Simplify by replacing the product of two fractions by a single fraction

The product of two fractions can be simplified by replacing it by a single fraction, like this:
In words, the two fractions a/c and b/d multiply to give a new fraction whose numerator is ab and whose denominator is cd. Click for more information on multiplying common fractions and multiplying algebraic fractions. Here is an example:
This simplification is really an example of the associative law of multiplication, which states that it doesn’t matter in what order we multiply and divide the factors. This simplification has all kinds of consequences:

Simplify by replacing the quotient of two fractions by a single fraction

The quotient of two fractions can be simplified by replacing it by a single fraction, like this:
In words, the division of the fraction c/d by the fraction b/a is replaced by the multiplication of the fraction c/d by the reciprocal a/b. Then this multiplication of two fractions is carried out as described above. Click for more information on dividing common fractions and dividing algebraic fractions. Here is an example:
Here is another example:
This is a very useful result: The result of dividing two fractions with equal denominators is a fraction consisting of just the two numerators.

Here is another useful example: a non-fraction divided by a fraction. Notice how the fraction (because it comes from the denominator) is inverted:


Simplify by reducing common fractions, fraction coefficients and algebraic fractions to lowest terms

Any fraction should be reduced to lowest terms or to its simplest equivalent fraction. This is done by factoring the numerator and denominator of the fraction completely and looking for cancellations. There are three places to look for cancellations.

Simplifications involving exponentials


Simplify exponentials with bases or exponents of 0 or 1

Any exponential with base or exponent equal to 0 or 1 should be simplified as shown in this list:

Simplify exponentials with negative exponents

One of the properties of exponents is that:
In other words any quantity raised to the power −1 is just the reciprocal of that quantity. The fraction form, 1/b, on the right side of this property is usually considered to be the simpler form but the exponential form, b−1, on the left is useful for seeing, for example, the connection between factoring and finding common denominators.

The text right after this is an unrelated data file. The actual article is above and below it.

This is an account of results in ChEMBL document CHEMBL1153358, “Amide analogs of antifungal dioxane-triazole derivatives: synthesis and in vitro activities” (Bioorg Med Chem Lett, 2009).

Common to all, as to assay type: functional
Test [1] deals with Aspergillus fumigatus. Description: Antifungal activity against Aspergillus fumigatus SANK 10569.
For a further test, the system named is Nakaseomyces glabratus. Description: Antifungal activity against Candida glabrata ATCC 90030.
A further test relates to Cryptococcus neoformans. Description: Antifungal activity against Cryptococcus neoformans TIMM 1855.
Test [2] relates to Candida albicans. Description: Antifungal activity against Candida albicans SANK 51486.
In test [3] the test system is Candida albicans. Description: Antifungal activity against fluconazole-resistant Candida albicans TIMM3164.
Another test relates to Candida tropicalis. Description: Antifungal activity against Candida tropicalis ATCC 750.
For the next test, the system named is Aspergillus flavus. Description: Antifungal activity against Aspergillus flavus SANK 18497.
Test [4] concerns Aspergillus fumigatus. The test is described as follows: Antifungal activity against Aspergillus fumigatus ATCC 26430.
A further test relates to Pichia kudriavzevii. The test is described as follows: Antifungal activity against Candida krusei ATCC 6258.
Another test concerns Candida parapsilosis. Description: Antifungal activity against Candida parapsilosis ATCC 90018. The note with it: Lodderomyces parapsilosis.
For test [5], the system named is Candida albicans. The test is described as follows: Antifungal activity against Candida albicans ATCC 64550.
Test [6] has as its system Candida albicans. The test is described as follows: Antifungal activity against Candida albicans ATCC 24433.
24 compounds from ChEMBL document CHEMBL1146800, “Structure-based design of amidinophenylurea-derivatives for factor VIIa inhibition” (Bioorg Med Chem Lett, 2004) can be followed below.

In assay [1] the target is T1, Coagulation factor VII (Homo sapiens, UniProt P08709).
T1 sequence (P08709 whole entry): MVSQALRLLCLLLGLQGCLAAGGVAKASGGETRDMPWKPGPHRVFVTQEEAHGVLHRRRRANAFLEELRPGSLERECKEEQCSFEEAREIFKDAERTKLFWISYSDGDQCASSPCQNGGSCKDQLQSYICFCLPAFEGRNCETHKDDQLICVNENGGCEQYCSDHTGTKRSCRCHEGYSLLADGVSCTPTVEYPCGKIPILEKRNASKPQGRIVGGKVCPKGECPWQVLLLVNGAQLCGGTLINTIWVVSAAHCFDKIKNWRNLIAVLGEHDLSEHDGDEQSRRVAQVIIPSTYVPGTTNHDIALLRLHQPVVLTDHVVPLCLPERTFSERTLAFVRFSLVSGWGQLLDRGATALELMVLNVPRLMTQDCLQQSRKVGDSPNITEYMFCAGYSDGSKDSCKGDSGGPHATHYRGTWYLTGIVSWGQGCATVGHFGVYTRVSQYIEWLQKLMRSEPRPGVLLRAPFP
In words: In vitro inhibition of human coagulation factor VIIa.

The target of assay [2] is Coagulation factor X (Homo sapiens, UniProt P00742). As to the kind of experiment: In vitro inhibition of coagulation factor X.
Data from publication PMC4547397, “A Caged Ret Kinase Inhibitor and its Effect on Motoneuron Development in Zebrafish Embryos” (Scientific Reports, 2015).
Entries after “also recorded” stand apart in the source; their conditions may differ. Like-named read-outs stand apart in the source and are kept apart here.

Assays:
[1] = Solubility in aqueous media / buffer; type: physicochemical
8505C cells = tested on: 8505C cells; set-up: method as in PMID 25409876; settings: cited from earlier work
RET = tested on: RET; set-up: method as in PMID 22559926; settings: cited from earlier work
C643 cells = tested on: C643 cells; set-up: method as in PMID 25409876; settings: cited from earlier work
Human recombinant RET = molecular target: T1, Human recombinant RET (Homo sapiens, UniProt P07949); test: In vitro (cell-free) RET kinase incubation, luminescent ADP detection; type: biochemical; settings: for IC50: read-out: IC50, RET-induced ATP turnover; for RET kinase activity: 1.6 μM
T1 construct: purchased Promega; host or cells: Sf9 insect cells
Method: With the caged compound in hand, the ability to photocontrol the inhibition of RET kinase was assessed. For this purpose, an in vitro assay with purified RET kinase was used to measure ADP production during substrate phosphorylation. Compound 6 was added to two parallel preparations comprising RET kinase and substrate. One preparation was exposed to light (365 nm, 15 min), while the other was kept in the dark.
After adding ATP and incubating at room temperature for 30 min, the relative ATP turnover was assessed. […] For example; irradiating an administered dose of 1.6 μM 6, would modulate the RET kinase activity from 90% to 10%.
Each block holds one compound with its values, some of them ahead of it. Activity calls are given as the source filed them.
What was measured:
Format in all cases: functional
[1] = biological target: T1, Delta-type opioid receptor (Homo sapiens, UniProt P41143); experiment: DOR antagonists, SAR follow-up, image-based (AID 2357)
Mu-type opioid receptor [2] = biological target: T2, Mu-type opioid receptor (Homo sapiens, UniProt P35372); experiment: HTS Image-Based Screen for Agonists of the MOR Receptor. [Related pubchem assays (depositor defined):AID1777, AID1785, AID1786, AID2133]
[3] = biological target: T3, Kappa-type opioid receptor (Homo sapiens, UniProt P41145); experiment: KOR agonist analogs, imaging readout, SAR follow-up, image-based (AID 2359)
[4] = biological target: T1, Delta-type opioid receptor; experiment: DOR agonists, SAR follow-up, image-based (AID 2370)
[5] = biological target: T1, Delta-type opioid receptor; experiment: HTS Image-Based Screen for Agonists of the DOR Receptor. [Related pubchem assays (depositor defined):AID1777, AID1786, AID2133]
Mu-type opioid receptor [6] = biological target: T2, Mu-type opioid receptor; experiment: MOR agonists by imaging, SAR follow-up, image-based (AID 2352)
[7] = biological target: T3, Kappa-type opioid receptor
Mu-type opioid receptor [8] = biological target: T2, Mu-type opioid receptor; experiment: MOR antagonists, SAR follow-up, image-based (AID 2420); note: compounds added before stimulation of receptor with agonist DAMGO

The above formula can be generalized to any negative exponent:
Here are some examples:
Click here for more information and examples.



Simplify exponentials whose bases are exponentials

The exponentiation property of exponents states that:
This property is used to replace the complicated exponential on the left side by the simpler exponential on the right side. Here are some examples:
Note: The last example shows that raising a quantity to the 1/3 power is the same as taking the cube root of that quantity.



Simplify exponentials whose bases are products or quotients

If a product or quotient is raised to some power then each factor of the product or quotient can be separately raised to that power. Here is some examples:


Note that this simplification applies only to products or quotients. It does NOT apply to sums or differences! Click here for more information and examples.



Simplify exponentials whose exponents are fractions

Using the exponentiation property of exponents we can write b m/n two ways:
In words, b m/n may be thought of as the nth root of the mth power of b or as the mth power of the nth root of b.

Here is an example that makes use of this simplification:
Click here for more information.



Simplifications involving square roots (radicals)


Simplify using the fact that

Recognizing that radicals can be expressed in exponential form, , and then using the properties of exponentials, allows us to make various simplifications involving radicals, such as:

Simplify the square root of a perfect square

If the radicand (the quantity under the square root) is a perfect square then write it in factored form and cancel the square and the square root. Here are two examples:

Simplifications involving the square roots of integers



Simplification of square roots involving fractions

An expression is considered to be simpler when there are no radicals in the denominator. The process of removing them is called rationalizing the denominator. There are three ways to achieve this.


Simplifications involving logarithms


Simplify the logarithm of an exponential

The logarithm of an exponential property of logarithms states that:
You can use this property to simplify and replace the expression on the left by the one on the right. The right side is considered to be simpler than the left side because an exponentiation on the left side is replaced by a multiplication on the right side. Here are two examples:
(The second example first used the logarithm of a product property.)



Simplify the logarithm of a reciprocal

The logarithm of a reciprocal property of logarithms states that: